More on Drafting Yeshiva Boys
by Rabbi Doron Beckerman
Many of the arguments regarding the hot-button topic of drafting Yeshiva boys unfortunately seem to suffer from profound confusion. In an attempt to clarify the issues as seen from a mainstream Charedi viewpoint, I present a list of questions and the answers as I understand them.
Q: Why don’t Charedim go to the army?
A: Do you mean Charedim, or those studying full-time in Yeshiva or Kollel?
Q: Start with those studying full-time.
A: Because there was always a portion of Klal Yisrael that was dedicated to full-time Torah study and that did not serve in the army.
Q: Is there halachic basis for this exemption?
A: Yes. While it is a matter of debate among the Poskim, the preponderance of Poskim maintain that those studying Torah are exempt. Sources include: R’ Yechiel Michel Tukaczinsky (HaTorah VeHamedinah, 1952); R’ Yitzchak Arieli (Einayim LaMishpat, Bava Basra 7b); R’ Moshe Feinstein (Igros Moshe, Yoreh Deah IV, 33); R’ Eliezer Waldenberg (Sefer Hilchos Medinah II, Sha’ar 3); R’ Moshe Tzvi Neriah (Bnei HaYeshivos Vegiyyusam).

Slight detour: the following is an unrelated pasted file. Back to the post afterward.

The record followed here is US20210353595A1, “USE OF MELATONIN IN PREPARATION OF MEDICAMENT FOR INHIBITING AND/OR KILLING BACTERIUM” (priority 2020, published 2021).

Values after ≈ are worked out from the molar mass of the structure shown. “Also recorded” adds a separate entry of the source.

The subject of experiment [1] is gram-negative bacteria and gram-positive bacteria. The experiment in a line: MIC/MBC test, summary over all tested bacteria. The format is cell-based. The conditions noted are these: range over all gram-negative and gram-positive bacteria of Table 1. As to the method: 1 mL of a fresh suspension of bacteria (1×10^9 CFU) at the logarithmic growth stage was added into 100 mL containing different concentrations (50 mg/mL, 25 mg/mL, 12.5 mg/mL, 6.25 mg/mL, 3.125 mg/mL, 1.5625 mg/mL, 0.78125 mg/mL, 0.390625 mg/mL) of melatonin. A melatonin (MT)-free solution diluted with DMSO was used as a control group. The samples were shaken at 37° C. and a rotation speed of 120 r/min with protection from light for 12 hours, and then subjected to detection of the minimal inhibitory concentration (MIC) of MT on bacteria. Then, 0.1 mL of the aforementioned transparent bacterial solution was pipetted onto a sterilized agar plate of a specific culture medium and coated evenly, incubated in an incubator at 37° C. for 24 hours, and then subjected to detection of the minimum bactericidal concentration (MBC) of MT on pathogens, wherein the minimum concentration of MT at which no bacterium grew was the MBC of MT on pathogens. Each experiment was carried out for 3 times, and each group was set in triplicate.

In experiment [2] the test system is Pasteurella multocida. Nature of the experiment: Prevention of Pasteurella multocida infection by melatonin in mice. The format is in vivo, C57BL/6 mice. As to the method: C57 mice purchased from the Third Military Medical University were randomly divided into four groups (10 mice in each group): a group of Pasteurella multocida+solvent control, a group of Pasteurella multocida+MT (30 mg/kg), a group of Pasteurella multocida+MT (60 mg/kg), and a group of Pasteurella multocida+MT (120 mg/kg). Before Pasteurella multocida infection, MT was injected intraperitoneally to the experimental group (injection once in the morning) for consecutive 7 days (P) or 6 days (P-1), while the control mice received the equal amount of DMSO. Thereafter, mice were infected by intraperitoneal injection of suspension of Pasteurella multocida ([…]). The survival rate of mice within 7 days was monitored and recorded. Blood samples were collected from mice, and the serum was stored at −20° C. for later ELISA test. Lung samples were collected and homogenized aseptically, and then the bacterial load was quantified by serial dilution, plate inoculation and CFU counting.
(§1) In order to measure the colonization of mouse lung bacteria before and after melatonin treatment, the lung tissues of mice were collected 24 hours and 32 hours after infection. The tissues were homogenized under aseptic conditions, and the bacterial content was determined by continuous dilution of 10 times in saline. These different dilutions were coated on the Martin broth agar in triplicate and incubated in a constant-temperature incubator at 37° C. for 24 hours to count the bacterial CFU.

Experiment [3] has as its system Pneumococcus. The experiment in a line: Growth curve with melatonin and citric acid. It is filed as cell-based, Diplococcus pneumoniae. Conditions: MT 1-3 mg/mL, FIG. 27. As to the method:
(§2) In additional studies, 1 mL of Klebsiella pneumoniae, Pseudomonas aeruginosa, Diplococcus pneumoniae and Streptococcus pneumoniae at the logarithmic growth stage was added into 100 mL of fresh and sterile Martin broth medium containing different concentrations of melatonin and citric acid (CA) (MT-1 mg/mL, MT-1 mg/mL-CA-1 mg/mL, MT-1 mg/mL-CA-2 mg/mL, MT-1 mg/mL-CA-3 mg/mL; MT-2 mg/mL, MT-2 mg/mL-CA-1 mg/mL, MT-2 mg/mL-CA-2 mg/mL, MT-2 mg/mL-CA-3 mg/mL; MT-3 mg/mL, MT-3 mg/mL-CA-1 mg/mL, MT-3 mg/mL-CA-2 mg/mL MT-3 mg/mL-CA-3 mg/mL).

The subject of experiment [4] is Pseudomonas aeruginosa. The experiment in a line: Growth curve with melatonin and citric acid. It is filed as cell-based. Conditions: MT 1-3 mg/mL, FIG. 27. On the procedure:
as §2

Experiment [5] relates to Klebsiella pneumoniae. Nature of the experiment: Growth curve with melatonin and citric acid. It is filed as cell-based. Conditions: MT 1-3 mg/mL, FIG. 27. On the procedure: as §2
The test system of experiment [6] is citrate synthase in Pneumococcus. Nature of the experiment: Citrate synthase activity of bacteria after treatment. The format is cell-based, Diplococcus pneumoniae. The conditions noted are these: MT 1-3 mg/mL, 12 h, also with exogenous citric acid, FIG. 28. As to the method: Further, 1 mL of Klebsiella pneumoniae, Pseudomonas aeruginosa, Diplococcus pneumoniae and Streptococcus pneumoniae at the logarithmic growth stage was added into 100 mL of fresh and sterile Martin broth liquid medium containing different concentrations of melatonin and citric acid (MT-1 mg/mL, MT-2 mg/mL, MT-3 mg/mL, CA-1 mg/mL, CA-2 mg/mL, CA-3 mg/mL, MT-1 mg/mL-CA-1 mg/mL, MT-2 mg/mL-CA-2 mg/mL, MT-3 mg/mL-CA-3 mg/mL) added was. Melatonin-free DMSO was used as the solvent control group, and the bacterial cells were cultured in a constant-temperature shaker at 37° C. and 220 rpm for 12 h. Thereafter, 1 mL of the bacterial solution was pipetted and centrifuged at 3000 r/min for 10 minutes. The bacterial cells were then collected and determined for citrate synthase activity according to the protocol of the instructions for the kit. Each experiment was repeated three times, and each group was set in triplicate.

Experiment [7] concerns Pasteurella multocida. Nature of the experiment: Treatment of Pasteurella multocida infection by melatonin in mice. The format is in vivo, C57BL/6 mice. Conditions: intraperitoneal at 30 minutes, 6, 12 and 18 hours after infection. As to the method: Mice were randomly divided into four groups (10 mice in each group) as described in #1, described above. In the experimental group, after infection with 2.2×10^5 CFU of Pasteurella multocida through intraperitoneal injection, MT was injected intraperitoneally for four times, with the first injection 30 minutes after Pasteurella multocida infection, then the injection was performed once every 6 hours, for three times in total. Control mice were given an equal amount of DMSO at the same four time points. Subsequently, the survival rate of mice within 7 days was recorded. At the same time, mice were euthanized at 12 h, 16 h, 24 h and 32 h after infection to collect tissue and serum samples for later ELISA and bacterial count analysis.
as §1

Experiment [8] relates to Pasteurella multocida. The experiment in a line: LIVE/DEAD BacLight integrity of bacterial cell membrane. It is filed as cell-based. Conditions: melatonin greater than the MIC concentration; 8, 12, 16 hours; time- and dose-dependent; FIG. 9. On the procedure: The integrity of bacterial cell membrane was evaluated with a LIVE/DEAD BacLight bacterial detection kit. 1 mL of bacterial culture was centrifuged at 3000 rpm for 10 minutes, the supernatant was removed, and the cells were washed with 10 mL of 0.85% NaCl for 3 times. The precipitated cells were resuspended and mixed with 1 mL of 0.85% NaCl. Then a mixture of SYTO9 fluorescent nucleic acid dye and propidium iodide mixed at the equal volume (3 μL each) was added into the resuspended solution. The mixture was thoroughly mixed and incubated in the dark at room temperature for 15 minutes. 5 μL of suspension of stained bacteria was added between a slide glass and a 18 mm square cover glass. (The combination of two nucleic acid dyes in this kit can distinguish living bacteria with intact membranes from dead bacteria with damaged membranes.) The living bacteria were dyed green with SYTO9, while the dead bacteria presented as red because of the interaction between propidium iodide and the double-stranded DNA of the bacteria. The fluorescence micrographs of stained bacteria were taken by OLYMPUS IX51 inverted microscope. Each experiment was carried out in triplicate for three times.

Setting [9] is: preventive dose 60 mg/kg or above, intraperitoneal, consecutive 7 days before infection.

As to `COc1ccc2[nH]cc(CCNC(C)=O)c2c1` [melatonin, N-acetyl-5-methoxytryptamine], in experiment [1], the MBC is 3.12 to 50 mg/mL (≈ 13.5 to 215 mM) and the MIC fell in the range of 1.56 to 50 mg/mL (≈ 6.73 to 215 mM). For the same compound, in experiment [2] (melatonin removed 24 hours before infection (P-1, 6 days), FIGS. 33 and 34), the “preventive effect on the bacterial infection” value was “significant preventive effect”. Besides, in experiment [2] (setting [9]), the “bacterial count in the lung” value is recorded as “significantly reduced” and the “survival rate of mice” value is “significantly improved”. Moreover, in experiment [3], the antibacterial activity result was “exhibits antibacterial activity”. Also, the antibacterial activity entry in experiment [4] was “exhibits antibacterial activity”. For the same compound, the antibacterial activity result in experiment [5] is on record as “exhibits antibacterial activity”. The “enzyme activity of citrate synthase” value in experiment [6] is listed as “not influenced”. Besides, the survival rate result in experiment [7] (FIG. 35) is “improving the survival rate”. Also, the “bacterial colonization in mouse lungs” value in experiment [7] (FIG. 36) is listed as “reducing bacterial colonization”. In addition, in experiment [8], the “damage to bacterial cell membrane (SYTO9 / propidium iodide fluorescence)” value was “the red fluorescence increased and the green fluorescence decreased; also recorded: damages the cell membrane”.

Q: Is part of the calculus that Torah study provides protection to its inhabitants?
Q: Do Charedim believe that there is no need for an army?
A: No. They believe that Torah study is a crucial component in the overall defense structure of the country.
Q: Why do those studying Torah run away when missiles fall?
A: Let’s get some clarity here. There are two issues which are often conflated:
(a) Drafting to the army when not in active war.
(b) Drafting during active war.